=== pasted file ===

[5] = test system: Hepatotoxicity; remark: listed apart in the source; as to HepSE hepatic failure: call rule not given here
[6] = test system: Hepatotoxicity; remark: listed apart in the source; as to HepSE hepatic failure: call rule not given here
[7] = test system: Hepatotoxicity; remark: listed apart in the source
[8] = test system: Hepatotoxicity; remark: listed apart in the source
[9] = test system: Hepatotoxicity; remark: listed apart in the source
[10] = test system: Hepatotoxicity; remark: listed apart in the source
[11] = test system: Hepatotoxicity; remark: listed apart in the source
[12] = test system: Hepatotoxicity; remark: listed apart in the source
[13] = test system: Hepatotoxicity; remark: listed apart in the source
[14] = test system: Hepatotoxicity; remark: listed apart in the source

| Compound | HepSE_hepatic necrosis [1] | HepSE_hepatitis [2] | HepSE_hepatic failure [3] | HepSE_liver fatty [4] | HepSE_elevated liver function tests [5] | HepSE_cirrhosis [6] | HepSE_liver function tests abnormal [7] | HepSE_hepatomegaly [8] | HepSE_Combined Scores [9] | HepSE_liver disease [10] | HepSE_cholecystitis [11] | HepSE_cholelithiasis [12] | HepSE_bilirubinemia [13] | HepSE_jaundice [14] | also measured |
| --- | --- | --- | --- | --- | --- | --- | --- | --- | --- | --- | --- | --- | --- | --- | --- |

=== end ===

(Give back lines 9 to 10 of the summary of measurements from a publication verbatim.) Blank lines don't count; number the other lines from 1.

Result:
[13] = test system: Hepatotoxicity; remark: listed apart in the source
[14] = test system: Hepatotoxicity; remark: listed apart in the source